More Tales of Inchaffray Abbey in Madderty

Inchaffray Abbey in Madderty

I have written more than a few lines over the years ( including a few blogs ) on this  much neglected and significant part of our ancient heritage . Since the Reformation it has suffered  neglect and much of its fabric  has been plundered to provide  amongst other things hewn stone for  houses , farms  and indeed the " new " church built in the  17th century a  short distance away. The insensitivity  of the Local Authority to allow the building of a modern dwelling cheek by jowl was inexcusable and questionable .

Having had  yet another rant  let me highlight a couple of wee tales concerning  Inchaffray . These indeed were ably covered  by the late Bessy MacLagan in her classic  book on Madderty published in 1932 and although out of  print since  before  the War , can  be borrowed from the Strathearn Campus Library in Crieff. Let me copy the respective passages  from her book and thank the dear lady who is no doubt watching  us  from a celestial cloud !   Thank you Bessie  x.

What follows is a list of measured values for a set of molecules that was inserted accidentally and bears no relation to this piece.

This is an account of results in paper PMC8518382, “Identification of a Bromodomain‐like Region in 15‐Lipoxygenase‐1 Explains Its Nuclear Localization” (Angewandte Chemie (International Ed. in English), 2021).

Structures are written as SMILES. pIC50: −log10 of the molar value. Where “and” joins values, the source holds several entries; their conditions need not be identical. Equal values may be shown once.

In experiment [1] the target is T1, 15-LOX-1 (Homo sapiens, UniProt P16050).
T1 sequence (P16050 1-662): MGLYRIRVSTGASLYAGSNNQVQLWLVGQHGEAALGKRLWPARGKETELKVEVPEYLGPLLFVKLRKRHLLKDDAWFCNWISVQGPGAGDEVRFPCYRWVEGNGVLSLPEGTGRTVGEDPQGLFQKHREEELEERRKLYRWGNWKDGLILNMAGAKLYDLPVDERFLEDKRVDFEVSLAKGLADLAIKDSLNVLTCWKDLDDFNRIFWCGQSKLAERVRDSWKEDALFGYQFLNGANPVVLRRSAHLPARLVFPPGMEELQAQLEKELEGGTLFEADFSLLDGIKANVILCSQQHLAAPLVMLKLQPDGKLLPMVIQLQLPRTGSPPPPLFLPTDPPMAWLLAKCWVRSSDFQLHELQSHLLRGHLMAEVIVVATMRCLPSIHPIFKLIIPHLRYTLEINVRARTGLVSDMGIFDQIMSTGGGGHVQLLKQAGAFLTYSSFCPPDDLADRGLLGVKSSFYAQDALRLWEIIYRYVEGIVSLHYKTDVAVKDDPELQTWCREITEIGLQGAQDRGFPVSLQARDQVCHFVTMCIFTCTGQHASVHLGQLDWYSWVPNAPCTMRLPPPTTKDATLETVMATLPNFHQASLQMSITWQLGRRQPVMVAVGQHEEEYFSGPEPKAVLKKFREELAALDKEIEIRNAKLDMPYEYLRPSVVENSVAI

" Through two Abbots of Inchaffray . Madderty has has an interesting connection  with Scottish warfare

First through Maurice  , who was present at Battle of Bannockburn in 1314 . It is told how, on the battlefield , when the Scottish  soldiers  had arranged themselves  under their different banners and the enemy approached  close  to them , Maurice , bare headed and bare footed walked  slowly  along the Scottish lines holding a crucifix aloft and , as he passed along , the whole army kneeled  down to receive his blessing .Maurice acted as chaplain to King Robert the Bruce , and it is further said that he bore about the arm of St Fillan on the battlefield , which The Bruce carried with him  to ensure victory .The King was duly grateful for the services of Abbot Maurice and it is said  he odered the marshy ground round the Abbey to be cut and drained after the Battle of Bannockburn, presumably at the  expense of the State .

The second instance in which the Abbey was represented on the field of battle was when the reigning Bishop was killed on Flodden Field . This was Laurence Oliphant, son of the first Lord Oliphant, appointed Abbot of Inchaffray in 1495 and killed on Flodden in 1513.Two centuries later , through the Oliphants , Madderty had many Jacobite adherents, and they all took part in , and paid heavy toll for, their loyalty to the Stewart cause . "  


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